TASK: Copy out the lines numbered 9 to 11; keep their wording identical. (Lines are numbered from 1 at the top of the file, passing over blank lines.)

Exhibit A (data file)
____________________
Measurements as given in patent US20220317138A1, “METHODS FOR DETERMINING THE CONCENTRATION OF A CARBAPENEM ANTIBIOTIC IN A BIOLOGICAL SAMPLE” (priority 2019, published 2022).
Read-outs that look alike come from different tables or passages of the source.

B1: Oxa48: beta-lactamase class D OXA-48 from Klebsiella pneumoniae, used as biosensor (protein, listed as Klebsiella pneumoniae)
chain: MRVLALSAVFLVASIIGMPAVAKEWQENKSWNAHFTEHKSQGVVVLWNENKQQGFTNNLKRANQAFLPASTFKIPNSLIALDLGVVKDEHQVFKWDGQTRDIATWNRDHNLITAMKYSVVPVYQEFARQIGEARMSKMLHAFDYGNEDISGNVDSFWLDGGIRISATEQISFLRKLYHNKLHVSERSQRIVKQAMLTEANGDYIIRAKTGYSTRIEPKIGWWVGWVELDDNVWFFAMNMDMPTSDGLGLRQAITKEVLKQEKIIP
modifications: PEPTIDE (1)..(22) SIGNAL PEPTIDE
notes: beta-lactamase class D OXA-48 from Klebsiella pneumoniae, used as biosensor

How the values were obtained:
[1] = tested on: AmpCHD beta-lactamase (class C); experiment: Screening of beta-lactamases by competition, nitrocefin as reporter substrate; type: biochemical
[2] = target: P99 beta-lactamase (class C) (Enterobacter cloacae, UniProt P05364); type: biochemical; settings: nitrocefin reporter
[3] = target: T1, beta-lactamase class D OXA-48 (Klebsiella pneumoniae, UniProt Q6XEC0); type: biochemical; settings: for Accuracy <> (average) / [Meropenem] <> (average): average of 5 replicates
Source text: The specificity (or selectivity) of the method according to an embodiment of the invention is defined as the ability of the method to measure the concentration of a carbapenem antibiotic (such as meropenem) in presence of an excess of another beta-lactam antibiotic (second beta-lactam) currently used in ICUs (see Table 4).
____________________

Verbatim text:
[2] = target: P99 beta-lactamase (class C) (Enterobacter cloacae, UniProt P05364); type: biochemical; settings: nitrocefin reporter
[3] = target: T1, beta-lactamase class D OXA-48 (Klebsiella pneumoniae, UniProt Q6XEC0); type: biochemical; settings: for Accuracy <> (average) / [Meropenem] <> (average): average of 5 replicates
Source text: The specificity (or selectivity) of the method according to an embodiment of the invention is defined as the ability of the method to measure the concentration of a carbapenem antibiotic (such as meropenem) in presence of an excess of another beta-lactam antibiotic (second beta-lactam) currently used in ICUs (see Table 4).